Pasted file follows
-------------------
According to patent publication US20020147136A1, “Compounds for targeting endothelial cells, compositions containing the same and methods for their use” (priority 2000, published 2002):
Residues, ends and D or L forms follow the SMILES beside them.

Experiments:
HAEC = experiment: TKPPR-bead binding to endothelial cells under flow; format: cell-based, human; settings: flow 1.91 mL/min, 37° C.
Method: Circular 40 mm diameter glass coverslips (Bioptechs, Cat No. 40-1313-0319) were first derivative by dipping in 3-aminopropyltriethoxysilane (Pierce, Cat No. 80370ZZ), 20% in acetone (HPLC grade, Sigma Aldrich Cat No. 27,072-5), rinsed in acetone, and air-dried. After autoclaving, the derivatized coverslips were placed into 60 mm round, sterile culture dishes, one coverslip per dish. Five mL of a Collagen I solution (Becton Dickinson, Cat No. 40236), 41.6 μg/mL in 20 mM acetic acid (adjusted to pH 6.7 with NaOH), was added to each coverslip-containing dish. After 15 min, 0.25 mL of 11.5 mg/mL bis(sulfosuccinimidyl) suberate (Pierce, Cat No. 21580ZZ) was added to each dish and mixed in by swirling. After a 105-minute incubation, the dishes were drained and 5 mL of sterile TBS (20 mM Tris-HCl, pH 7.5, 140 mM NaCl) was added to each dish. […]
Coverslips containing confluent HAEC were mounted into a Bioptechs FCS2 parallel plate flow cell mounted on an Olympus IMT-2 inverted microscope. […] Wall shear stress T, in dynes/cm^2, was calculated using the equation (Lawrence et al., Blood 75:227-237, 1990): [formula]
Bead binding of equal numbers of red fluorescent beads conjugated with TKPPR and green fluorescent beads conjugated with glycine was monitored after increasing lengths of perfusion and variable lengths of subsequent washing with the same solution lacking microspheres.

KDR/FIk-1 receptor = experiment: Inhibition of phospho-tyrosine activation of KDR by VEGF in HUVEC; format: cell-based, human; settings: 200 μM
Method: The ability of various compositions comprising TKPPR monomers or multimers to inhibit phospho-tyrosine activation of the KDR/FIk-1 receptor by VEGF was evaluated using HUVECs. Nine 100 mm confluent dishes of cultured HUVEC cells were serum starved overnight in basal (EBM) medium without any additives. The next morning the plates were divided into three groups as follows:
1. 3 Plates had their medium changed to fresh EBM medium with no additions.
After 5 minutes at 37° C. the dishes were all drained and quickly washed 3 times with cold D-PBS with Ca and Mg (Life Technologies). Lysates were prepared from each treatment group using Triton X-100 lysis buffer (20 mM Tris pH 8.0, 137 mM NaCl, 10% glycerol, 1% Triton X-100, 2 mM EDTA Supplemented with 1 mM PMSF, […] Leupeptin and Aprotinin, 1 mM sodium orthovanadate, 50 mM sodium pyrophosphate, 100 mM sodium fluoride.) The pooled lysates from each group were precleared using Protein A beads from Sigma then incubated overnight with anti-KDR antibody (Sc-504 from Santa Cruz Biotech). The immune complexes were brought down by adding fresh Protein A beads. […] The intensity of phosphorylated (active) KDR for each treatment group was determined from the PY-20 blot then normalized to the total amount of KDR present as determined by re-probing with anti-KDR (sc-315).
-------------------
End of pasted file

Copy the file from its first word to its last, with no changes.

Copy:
According to patent publication US20020147136A1, “Compounds for targeting endothelial cells, compositions containing the same and methods for their use” (priority 2000, published 2002):
Residues, ends and D or L forms follow the SMILES beside them.

Experiments:
HAEC = experiment: TKPPR-bead binding to endothelial cells under flow; format: cell-based, human; settings: flow 1.91 mL/min, 37° C.
Method: Circular 40 mm diameter glass coverslips (Bioptechs, Cat No. 40-1313-0319) were first derivative by dipping in 3-aminopropyltriethoxysilane (Pierce, Cat No. 80370ZZ), 20% in acetone (HPLC grade, Sigma Aldrich Cat No. 27,072-5), rinsed in acetone, and air-dried. After autoclaving, the derivatized coverslips were placed into 60 mm round, sterile culture dishes, one coverslip per dish. Five mL of a Collagen I solution (Becton Dickinson, Cat No. 40236), 41.6 μg/mL in 20 mM acetic acid (adjusted to pH 6.7 with NaOH), was added to each coverslip-containing dish. After 15 min, 0.25 mL of 11.5 mg/mL bis(sulfosuccinimidyl) suberate (Pierce, Cat No. 21580ZZ) was added to each dish and mixed in by swirling. After a 105-minute incubation, the dishes were drained and 5 mL of sterile TBS (20 mM Tris-HCl, pH 7.5, 140 mM NaCl) was added to each dish. […]
Coverslips containing confluent HAEC were mounted into a Bioptechs FCS2 parallel plate flow cell mounted on an Olympus IMT-2 inverted microscope. […] Wall shear stress T, in dynes/cm^2, was calculated using the equation (Lawrence et al., Blood 75:227-237, 1990): [formula]
Bead binding of equal numbers of red fluorescent beads conjugated with TKPPR and green fluorescent beads conjugated with glycine was monitored after increasing lengths of perfusion and variable lengths of subsequent washing with the same solution lacking microspheres.

KDR/FIk-1 receptor = experiment: Inhibition of phospho-tyrosine activation of KDR by VEGF in HUVEC; format: cell-based, human; settings: 200 μM
Method: The ability of various compositions comprising TKPPR monomers or multimers to inhibit phospho-tyrosine activation of the KDR/FIk-1 receptor by VEGF was evaluated using HUVECs. Nine 100 mm confluent dishes of cultured HUVEC cells were serum starved overnight in basal (EBM) medium without any additives. The next morning the plates were divided into three groups as follows:
1. 3 Plates had their medium changed to fresh EBM medium with no additions.
After 5 minutes at 37° C. the dishes were all drained and quickly washed 3 times with cold D-PBS with Ca and Mg (Life Technologies). Lysates were prepared from each treatment group using Triton X-100 lysis buffer (20 mM Tris pH 8.0, 137 mM NaCl, 10% glycerol, 1% Triton X-100, 2 mM EDTA Supplemented with 1 mM PMSF, […] Leupeptin and Aprotinin, 1 mM sodium orthovanadate, 50 mM sodium pyrophosphate, 100 mM sodium fluoride.) The pooled lysates from each group were precleared using Protein A beads from Sigma then incubated overnight with anti-KDR antibody (Sc-504 from Santa Cruz Biotech). The immune complexes were brought down by adding fresh Protein A beads. […] The intensity of phosphorylated (active) KDR for each treatment group was determined from the PY-20 blot then normalized to the total amount of KDR present as determined by re-probing with anti-KDR (sc-315).